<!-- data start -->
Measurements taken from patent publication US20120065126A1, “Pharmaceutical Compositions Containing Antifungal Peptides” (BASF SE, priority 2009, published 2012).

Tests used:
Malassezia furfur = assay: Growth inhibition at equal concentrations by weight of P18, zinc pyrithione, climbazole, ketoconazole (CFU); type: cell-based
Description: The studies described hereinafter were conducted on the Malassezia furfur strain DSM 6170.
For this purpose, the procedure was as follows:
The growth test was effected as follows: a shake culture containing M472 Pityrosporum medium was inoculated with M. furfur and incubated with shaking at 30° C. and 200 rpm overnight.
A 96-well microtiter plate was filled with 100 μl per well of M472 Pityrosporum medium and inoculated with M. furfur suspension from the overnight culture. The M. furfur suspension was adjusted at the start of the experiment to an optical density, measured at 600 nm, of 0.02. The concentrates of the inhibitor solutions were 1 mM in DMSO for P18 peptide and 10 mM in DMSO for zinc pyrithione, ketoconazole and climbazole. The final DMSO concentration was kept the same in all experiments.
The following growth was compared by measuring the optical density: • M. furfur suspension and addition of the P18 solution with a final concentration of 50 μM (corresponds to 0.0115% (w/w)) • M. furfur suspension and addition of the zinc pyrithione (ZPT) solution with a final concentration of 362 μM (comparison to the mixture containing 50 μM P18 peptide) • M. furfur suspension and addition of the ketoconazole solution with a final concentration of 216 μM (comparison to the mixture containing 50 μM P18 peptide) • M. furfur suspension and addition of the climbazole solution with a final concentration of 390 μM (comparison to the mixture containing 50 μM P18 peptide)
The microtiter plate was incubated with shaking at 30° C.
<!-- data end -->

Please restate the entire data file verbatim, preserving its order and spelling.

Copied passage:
Measurements taken from patent publication US20120065126A1, “Pharmaceutical Compositions Containing Antifungal Peptides” (BASF SE, priority 2009, published 2012).

Tests used:
Malassezia furfur = assay: Growth inhibition at equal concentrations by weight of P18, zinc pyrithione, climbazole, ketoconazole (CFU); type: cell-based
Description: The studies described hereinafter were conducted on the Malassezia furfur strain DSM 6170.
For this purpose, the procedure was as follows:
The growth test was effected as follows: a shake culture containing M472 Pityrosporum medium was inoculated with M. furfur and incubated with shaking at 30° C. and 200 rpm overnight.
A 96-well microtiter plate was filled with 100 μl per well of M472 Pityrosporum medium and inoculated with M. furfur suspension from the overnight culture. The M. furfur suspension was adjusted at the start of the experiment to an optical density, measured at 600 nm, of 0.02. The concentrates of the inhibitor solutions were 1 mM in DMSO for P18 peptide and 10 mM in DMSO for zinc pyrithione, ketoconazole and climbazole. The final DMSO concentration was kept the same in all experiments.
The following growth was compared by measuring the optical density: • M. furfur suspension and addition of the P18 solution with a final concentration of 50 μM (corresponds to 0.0115% (w/w)) • M. furfur suspension and addition of the zinc pyrithione (ZPT) solution with a final concentration of 362 μM (comparison to the mixture containing 50 μM P18 peptide) • M. furfur suspension and addition of the ketoconazole solution with a final concentration of 216 μM (comparison to the mixture containing 50 μM P18 peptide) • M. furfur suspension and addition of the climbazole solution with a final concentration of 390 μM (comparison to the mixture containing 50 μM P18 peptide)
The microtiter plate was incubated with shaking at 30° C.